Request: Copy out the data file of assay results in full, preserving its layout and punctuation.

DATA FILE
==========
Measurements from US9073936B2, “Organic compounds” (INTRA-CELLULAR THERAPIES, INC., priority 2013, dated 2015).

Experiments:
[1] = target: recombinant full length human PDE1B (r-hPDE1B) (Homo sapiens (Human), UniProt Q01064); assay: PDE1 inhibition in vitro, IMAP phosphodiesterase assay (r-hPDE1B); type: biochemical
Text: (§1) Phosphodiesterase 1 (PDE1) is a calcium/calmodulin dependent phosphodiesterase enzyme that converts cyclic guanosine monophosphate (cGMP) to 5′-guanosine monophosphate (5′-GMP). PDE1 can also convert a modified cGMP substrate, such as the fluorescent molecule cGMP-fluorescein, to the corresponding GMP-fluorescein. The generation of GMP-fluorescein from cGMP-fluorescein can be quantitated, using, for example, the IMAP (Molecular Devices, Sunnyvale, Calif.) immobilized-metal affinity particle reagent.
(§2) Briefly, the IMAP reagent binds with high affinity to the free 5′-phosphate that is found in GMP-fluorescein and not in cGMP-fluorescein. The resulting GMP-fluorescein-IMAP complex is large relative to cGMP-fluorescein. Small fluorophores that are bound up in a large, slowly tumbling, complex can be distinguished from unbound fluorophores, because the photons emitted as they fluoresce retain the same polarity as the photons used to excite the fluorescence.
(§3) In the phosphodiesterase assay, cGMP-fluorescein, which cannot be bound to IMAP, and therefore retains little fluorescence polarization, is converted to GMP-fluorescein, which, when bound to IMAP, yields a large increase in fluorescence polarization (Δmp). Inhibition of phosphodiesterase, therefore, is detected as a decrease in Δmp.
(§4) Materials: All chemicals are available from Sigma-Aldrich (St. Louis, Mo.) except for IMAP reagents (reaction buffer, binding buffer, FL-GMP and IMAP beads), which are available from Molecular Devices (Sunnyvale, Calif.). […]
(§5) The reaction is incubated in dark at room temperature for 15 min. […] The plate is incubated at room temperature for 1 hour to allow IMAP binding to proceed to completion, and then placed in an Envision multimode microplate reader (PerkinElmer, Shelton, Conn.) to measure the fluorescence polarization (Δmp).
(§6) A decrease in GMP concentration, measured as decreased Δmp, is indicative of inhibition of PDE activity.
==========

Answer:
Measurements from US9073936B2, “Organic compounds” (INTRA-CELLULAR THERAPIES, INC., priority 2013, dated 2015).

Experiments:
[1] = target: recombinant full length human PDE1B (r-hPDE1B) (Homo sapiens (Human), UniProt Q01064); assay: PDE1 inhibition in vitro, IMAP phosphodiesterase assay (r-hPDE1B); type: biochemical
Text: (§1) Phosphodiesterase 1 (PDE1) is a calcium/calmodulin dependent phosphodiesterase enzyme that converts cyclic guanosine monophosphate (cGMP) to 5′-guanosine monophosphate (5′-GMP). PDE1 can also convert a modified cGMP substrate, such as the fluorescent molecule cGMP-fluorescein, to the corresponding GMP-fluorescein. The generation of GMP-fluorescein from cGMP-fluorescein can be quantitated, using, for example, the IMAP (Molecular Devices, Sunnyvale, Calif.) immobilized-metal affinity particle reagent.
(§2) Briefly, the IMAP reagent binds with high affinity to the free 5′-phosphate that is found in GMP-fluorescein and not in cGMP-fluorescein. The resulting GMP-fluorescein-IMAP complex is large relative to cGMP-fluorescein. Small fluorophores that are bound up in a large, slowly tumbling, complex can be distinguished from unbound fluorophores, because the photons emitted as they fluoresce retain the same polarity as the photons used to excite the fluorescence.
(§3) In the phosphodiesterase assay, cGMP-fluorescein, which cannot be bound to IMAP, and therefore retains little fluorescence polarization, is converted to GMP-fluorescein, which, when bound to IMAP, yields a large increase in fluorescence polarization (Δmp). Inhibition of phosphodiesterase, therefore, is detected as a decrease in Δmp.
(§4) Materials: All chemicals are available from Sigma-Aldrich (St. Louis, Mo.) except for IMAP reagents (reaction buffer, binding buffer, FL-GMP and IMAP beads), which are available from Molecular Devices (Sunnyvale, Calif.). […]
(§5) The reaction is incubated in dark at room temperature for 15 min. […] The plate is incubated at room temperature for 1 hour to allow IMAP binding to proceed to completion, and then placed in an Envision multimode microplate reader (PerkinElmer, Shelton, Conn.) to measure the fluorescence polarization (Δmp).
(§6) A decrease in GMP concentration, measured as decreased Δmp, is indicative of inhibition of PDE activity.